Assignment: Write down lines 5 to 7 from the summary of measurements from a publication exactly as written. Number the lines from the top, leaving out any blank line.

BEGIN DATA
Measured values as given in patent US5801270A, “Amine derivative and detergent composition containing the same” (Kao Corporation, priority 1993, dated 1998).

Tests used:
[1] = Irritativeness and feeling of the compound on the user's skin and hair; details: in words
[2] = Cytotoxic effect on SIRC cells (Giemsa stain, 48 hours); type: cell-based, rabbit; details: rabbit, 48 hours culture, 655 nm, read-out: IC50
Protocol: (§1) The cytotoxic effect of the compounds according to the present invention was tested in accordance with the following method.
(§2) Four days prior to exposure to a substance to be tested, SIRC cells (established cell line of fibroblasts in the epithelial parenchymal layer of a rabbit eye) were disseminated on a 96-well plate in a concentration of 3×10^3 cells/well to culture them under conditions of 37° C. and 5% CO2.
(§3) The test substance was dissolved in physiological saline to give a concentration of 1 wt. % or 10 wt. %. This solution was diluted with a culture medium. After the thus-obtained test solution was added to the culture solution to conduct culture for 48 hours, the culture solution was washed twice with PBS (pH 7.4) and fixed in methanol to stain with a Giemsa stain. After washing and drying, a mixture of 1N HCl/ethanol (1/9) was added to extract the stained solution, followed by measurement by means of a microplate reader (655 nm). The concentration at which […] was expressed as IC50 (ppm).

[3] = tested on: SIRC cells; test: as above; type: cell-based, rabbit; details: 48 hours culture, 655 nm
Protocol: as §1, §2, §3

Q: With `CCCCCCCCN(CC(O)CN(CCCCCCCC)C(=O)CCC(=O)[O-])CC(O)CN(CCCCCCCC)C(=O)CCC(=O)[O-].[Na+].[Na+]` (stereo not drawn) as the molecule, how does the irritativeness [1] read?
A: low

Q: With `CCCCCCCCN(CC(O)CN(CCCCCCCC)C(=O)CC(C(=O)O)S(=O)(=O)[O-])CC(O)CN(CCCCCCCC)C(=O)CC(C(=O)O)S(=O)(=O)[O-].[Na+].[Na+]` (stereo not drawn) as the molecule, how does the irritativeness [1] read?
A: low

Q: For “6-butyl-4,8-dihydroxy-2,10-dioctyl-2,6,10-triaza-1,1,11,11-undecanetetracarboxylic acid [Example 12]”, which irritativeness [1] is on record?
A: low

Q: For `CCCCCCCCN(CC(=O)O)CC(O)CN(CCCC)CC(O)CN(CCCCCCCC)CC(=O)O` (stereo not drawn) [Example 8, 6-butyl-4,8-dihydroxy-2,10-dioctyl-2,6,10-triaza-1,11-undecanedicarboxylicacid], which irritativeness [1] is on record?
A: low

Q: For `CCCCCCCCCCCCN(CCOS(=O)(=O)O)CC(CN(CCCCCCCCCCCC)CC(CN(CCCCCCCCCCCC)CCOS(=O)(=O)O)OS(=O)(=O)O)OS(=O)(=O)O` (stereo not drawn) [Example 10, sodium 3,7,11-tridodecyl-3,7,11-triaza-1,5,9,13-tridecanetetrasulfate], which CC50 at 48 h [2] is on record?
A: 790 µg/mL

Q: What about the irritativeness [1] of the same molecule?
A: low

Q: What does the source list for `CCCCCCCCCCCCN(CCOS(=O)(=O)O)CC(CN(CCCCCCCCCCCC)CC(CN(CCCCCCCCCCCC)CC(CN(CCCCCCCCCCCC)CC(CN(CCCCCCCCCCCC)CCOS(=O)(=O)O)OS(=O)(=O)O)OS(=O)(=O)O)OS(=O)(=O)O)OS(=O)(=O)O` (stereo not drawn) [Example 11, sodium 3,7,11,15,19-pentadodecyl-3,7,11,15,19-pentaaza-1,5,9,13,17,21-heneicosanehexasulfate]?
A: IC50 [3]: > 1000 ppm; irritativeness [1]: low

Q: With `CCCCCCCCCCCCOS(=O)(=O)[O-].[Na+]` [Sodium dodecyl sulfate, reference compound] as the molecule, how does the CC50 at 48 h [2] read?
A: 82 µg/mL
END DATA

Protocol: (§1) The cytotoxic effect of the compounds according to the present invention was tested in accordance with the following method.
(§2) Four days prior to exposure to a substance to be tested, SIRC cells (established cell line of fibroblasts in the epithelial parenchymal layer of a rabbit eye) were disseminated on a 96-well plate in a concentration of 3×10^3 cells/well to culture them under conditions of 37° C. and 5% CO2.
(§3) The test substance was dissolved in physiological saline to give a concentration of 1 wt. % or 10 wt. %. This solution was diluted with a culture medium. After the thus-obtained test solution was added to the culture solution to conduct culture for 48 hours, the culture solution was washed twice with PBS (pH 7.4) and fixed in methanol to stain with a Giemsa stain. After washing and drying, a mixture of 1N HCl/ethanol (1/9) was added to extract the stained solution, followed by measurement by means of a microplate reader (655 nm). The concentration at which […] was expressed as IC50 (ppm).